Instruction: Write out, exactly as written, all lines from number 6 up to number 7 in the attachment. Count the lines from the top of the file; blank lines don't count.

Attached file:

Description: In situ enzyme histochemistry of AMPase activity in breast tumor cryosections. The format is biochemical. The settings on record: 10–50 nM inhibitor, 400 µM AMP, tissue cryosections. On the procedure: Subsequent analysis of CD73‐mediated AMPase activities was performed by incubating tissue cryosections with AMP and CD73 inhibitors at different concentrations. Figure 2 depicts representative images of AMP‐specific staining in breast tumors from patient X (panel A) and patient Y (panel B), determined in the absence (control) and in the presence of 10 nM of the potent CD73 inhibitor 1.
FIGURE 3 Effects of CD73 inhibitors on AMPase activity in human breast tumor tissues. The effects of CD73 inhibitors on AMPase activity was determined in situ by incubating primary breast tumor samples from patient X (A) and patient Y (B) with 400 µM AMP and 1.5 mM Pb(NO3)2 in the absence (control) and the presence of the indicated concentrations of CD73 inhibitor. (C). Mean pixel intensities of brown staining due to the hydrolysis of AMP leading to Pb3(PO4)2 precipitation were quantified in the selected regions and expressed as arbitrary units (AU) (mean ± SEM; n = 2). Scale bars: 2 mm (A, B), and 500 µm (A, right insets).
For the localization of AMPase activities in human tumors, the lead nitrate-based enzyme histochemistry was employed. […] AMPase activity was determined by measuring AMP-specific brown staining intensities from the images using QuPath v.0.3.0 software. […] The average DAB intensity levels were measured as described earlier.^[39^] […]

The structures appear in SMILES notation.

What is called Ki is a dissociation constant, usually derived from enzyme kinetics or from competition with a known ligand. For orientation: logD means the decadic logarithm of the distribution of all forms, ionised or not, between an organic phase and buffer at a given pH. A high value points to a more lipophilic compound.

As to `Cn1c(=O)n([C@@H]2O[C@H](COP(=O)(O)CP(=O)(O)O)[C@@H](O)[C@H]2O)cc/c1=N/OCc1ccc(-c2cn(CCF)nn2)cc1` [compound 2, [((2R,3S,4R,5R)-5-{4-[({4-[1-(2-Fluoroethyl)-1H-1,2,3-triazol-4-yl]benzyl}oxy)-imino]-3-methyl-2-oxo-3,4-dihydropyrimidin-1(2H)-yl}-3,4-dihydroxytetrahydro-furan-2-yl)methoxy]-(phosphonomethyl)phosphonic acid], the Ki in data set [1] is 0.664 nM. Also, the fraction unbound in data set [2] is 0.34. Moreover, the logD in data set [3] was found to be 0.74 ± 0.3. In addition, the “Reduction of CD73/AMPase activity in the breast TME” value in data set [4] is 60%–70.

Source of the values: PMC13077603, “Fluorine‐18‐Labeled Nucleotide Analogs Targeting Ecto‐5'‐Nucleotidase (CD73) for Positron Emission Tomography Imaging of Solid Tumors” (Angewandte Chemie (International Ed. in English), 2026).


As to `Cn1c(=O)n([C@@H]2O[C@H](COP(=O)(O)CP(=O)(O)O)[C@@H](O)[C@H]2O)cc/c1=N/OCc1ccc(-c2cn(CCF)nn2)cc1` [compound 2, [((2R,3S,4R,5R)-5-{4-[({4-[1-(2-Fluoroethyl)-1H-1,2,3-triazol-4-yl]benzyl}oxy)-imino]-3-methyl-2-oxo-3,4-dihydropyrimidin-1(2H)-yl}-3,4-dihydroxytetrahydro-furan-2-yl)methoxy]-(phosphonomethyl)phosphonic acid], the Ki in data set [1] is 0.664 nM. Also, the fraction unbound in data set [2] is 0.34. Moreover, the logD in data set [3] was found to be 0.74 ± 0.3. In addition, the “Reduction of CD73/AMPase activity in the breast TME” value in data set [4] is 60%–70.

Source of the values: PMC13077603, “Fluorine‐18‐Labeled Nucleotide Analogs Targeting Ecto‐5'‐Nucleotidase (CD73) for Positron Emission Tomography Imaging of Solid Tumors” (Angewandte Chemie (International Ed. in English), 2026).